The e-mails are coming in droves: retirement announcements! In the large government organization where I have worked for four years, PERS-motivated retirements are epidemic. As my older colleagues prepare to retire in their late 50s and early 60s Ñ sensible ages to start one's golden years Ñ it raises the unsettling question of when, if ever, I might retire.

The indicators are not good. Of course, the Public Employees Retirement System will diminish significantly in the coming months. Gone will be the days when workers retire because they make more money collecting retirement income than putting in an eight-hour day. 'Yeah, folks in your generation shouldn't count on Social Security even existing,' one retirement planner says. 'If you people are going to retire, it's going to be completely on your dime.'

'We tell people in your age group that they need to plan on living until they're 100,' another retirement planner notes. 'Of course, living until you're 100 means a significant period of medical frailty, which can easily empty one's reserves. You need to save like there's no tomorrow.' Ironic choice of words, that.

Financial planners now have a computer program that estimates the cost of a child's education Ñ often the major savings initiative that competes with retirement planning. After giving the birth dates of my children, one planner asks, 'What school would you like them to attend?' I mention an Ivy League school. The computer program spits out an estimate: $500,000 for a single four-year degree. Multiplied by my three children Ñ all of whom will be footing the bill for their own damn college educations Ñ that comes to $1.5 million over a 10-year period.

Like many workers in my generation, I probably won't retire. Like the seven-day workweek Ñ inconceivable to us in this day and age Ñ in 30 years the concept of retirement won't exist anymore, either. Workers in my generation will simply work until they drop dead.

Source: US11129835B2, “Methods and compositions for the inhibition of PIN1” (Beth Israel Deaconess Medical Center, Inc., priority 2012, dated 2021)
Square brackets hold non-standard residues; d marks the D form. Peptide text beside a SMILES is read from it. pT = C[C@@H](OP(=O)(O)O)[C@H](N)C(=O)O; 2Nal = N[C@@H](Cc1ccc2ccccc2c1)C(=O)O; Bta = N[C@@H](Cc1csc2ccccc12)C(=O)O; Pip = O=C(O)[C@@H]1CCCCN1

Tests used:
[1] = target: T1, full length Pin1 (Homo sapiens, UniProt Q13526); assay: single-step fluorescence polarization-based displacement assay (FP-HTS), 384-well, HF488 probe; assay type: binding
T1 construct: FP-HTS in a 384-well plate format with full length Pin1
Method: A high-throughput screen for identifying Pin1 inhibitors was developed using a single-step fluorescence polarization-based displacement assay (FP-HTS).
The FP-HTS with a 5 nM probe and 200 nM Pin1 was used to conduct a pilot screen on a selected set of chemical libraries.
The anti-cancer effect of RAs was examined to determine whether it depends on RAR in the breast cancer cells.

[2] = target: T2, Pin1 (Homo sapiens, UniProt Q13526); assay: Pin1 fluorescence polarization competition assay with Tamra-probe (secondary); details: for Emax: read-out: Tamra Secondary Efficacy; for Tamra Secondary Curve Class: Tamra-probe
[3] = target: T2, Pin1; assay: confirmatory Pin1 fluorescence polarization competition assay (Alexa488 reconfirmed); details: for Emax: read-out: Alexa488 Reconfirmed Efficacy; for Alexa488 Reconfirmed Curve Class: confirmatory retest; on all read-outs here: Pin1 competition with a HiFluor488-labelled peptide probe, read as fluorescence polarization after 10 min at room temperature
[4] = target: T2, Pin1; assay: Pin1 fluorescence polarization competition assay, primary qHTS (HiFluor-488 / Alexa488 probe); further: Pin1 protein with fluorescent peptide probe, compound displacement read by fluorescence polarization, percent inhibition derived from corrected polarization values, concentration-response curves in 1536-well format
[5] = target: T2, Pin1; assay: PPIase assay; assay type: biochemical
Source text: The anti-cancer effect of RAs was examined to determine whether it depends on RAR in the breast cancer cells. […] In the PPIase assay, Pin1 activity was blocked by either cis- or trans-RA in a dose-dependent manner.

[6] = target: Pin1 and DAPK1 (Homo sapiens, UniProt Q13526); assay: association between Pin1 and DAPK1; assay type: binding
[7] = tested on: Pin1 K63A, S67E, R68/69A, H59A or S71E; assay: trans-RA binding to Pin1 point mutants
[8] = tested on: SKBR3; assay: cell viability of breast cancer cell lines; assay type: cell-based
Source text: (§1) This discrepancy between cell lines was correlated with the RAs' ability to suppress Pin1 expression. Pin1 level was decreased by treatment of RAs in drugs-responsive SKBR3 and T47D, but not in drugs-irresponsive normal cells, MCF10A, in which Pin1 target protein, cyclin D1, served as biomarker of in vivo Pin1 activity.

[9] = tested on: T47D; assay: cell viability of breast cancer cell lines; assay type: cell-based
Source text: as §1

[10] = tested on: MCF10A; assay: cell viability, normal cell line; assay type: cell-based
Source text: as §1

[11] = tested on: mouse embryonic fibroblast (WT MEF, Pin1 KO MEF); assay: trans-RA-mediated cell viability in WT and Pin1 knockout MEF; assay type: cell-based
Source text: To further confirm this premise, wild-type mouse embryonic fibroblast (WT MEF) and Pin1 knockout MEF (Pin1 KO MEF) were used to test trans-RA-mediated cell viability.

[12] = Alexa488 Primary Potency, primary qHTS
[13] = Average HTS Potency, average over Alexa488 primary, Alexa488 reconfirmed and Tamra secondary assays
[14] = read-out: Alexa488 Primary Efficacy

Erasing the option of retirement will change our work culture. A new branch of custodial services will evolve. In addition to the usual routine of emptying wastebaskets and dusting computer screens, custodial staff will need to poke those workers who appear to be 'working late' or 'power napping,' who have in reality stopped breathing. Body removal will be an issue.

In a large bureaucracy, there will, of course, be false positives: Staff members who slump calcified at their workstations with blank expressions may just be suffering from low blood pressure, shallow breathing and a loss of idealism.

Ageist sniping will become an even bigger diversity hurdle. Younger staff people will hand off tasks to their 90-year-old colleagues who, because of advancing age, are slower to finish the job.

In addition to perks such as on-site day care, competitive corporations will provide on-site hospice workers and critical care units. Rather than attending co-workers' retirement parties, employees will go to on-the-job funerals. The boss will deliver a 'last performance evaluation' at the wake.

And, odds are, it won't be any good.

Wayne Scott is a writer and social worker who will be 65 in 2029, when the weird notion of retiring will be an anachronism. He lives in Northeast Portland.

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